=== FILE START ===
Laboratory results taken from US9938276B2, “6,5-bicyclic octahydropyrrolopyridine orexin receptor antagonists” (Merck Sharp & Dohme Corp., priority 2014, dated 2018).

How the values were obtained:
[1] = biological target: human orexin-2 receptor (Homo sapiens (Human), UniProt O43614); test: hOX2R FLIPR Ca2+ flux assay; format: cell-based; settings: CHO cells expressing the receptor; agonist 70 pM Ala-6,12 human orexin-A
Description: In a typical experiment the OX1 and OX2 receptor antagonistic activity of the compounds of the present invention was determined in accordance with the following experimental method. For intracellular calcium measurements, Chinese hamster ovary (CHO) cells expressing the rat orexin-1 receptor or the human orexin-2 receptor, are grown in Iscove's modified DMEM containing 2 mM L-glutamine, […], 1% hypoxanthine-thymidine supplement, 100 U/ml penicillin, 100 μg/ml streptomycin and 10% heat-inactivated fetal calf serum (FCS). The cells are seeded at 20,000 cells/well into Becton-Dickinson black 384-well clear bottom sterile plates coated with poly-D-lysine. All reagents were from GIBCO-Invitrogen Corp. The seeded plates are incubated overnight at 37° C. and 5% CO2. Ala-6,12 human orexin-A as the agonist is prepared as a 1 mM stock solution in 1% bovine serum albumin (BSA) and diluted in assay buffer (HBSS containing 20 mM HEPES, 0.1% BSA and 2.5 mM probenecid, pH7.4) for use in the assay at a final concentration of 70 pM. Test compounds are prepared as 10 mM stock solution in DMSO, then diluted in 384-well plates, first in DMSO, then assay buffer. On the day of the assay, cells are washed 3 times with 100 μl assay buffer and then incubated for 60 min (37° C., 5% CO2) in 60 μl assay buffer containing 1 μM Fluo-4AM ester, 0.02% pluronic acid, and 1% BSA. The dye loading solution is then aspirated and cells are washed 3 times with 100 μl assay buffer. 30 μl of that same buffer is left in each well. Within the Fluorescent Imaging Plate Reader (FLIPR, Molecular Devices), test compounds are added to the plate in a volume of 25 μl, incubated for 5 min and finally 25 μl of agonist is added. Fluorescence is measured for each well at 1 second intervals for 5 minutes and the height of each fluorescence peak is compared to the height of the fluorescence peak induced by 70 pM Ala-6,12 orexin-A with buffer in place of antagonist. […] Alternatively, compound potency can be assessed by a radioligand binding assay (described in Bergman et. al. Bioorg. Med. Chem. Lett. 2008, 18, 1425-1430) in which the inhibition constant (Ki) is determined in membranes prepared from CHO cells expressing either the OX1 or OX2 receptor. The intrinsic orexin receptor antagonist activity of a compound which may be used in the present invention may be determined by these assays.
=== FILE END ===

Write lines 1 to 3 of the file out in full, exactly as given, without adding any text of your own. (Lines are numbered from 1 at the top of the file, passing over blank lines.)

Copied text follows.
Laboratory results taken from US9938276B2, “6,5-bicyclic octahydropyrrolopyridine orexin receptor antagonists” (Merck Sharp & Dohme Corp., priority 2014, dated 2018).

How the values were obtained:
[1] = biological target: human orexin-2 receptor (Homo sapiens (Human), UniProt O43614); test: hOX2R FLIPR Ca2+ flux assay; format: cell-based; settings: CHO cells expressing the receptor; agonist 70 pM Ala-6,12 human orexin-A